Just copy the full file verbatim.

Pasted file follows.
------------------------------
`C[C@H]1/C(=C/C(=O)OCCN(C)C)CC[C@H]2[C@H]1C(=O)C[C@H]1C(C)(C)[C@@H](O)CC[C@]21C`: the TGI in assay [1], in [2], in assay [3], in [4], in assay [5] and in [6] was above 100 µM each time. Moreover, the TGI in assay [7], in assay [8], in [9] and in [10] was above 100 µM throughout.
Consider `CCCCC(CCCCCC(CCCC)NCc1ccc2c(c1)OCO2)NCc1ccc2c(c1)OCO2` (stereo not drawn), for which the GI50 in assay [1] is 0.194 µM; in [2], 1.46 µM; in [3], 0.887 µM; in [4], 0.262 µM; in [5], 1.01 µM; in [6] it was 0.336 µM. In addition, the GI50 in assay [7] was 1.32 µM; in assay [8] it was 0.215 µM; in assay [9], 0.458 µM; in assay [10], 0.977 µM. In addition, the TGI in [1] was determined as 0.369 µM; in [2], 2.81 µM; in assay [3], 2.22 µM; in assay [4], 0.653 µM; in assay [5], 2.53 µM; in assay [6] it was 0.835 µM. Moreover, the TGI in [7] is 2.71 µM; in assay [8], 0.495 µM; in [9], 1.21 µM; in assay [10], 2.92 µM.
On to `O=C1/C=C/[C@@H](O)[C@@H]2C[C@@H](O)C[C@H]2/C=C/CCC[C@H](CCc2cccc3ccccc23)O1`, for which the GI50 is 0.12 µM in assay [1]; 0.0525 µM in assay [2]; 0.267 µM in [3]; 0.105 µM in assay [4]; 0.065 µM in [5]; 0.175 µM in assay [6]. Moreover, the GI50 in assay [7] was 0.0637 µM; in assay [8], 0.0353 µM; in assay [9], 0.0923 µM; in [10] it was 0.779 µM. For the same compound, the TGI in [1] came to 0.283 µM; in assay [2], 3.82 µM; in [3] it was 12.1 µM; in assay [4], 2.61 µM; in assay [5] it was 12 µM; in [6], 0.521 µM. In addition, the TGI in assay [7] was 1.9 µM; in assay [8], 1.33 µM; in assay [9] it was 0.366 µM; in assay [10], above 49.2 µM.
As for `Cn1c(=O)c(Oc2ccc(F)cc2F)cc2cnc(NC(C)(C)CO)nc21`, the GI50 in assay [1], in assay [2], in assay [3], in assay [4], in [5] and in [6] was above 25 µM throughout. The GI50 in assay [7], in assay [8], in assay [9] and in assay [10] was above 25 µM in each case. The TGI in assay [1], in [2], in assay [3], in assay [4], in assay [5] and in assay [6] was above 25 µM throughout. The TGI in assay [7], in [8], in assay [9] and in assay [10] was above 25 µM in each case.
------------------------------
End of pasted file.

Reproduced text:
`C[C@H]1/C(=C/C(=O)OCCN(C)C)CC[C@H]2[C@H]1C(=O)C[C@H]1C(C)(C)[C@@H](O)CC[C@]21C`: the TGI in assay [1], in [2], in assay [3], in [4], in assay [5] and in [6] was above 100 µM each time. Moreover, the TGI in assay [7], in assay [8], in [9] and in [10] was above 100 µM throughout.
Consider `CCCCC(CCCCCC(CCCC)NCc1ccc2c(c1)OCO2)NCc1ccc2c(c1)OCO2` (stereo not drawn), for which the GI50 in assay [1] is 0.194 µM; in [2], 1.46 µM; in [3], 0.887 µM; in [4], 0.262 µM; in [5], 1.01 µM; in [6] it was 0.336 µM. In addition, the GI50 in assay [7] was 1.32 µM; in assay [8] it was 0.215 µM; in assay [9], 0.458 µM; in assay [10], 0.977 µM. In addition, the TGI in [1] was determined as 0.369 µM; in [2], 2.81 µM; in assay [3], 2.22 µM; in assay [4], 0.653 µM; in assay [5], 2.53 µM; in assay [6] it was 0.835 µM. Moreover, the TGI in [7] is 2.71 µM; in assay [8], 0.495 µM; in [9], 1.21 µM; in assay [10], 2.92 µM.
On to `O=C1/C=C/[C@@H](O)[C@@H]2C[C@@H](O)C[C@H]2/C=C/CCC[C@H](CCc2cccc3ccccc23)O1`, for which the GI50 is 0.12 µM in assay [1]; 0.0525 µM in assay [2]; 0.267 µM in [3]; 0.105 µM in assay [4]; 0.065 µM in [5]; 0.175 µM in assay [6]. Moreover, the GI50 in assay [7] was 0.0637 µM; in assay [8], 0.0353 µM; in assay [9], 0.0923 µM; in [10] it was 0.779 µM. For the same compound, the TGI in [1] came to 0.283 µM; in assay [2], 3.82 µM; in [3] it was 12.1 µM; in assay [4], 2.61 µM; in assay [5] it was 12 µM; in [6], 0.521 µM. In addition, the TGI in assay [7] was 1.9 µM; in assay [8], 1.33 µM; in assay [9] it was 0.366 µM; in assay [10], above 49.2 µM.
As for `Cn1c(=O)c(Oc2ccc(F)cc2F)cc2cnc(NC(C)(C)CO)nc21`, the GI50 in assay [1], in assay [2], in assay [3], in assay [4], in [5] and in [6] was above 25 µM throughout. The GI50 in assay [7], in assay [8], in assay [9] and in assay [10] was above 25 µM in each case. The TGI in assay [1], in [2], in assay [3], in assay [4], in assay [5] and in assay [6] was above 25 µM throughout. The TGI in assay [7], in [8], in assay [9] and in assay [10] was above 25 µM in each case.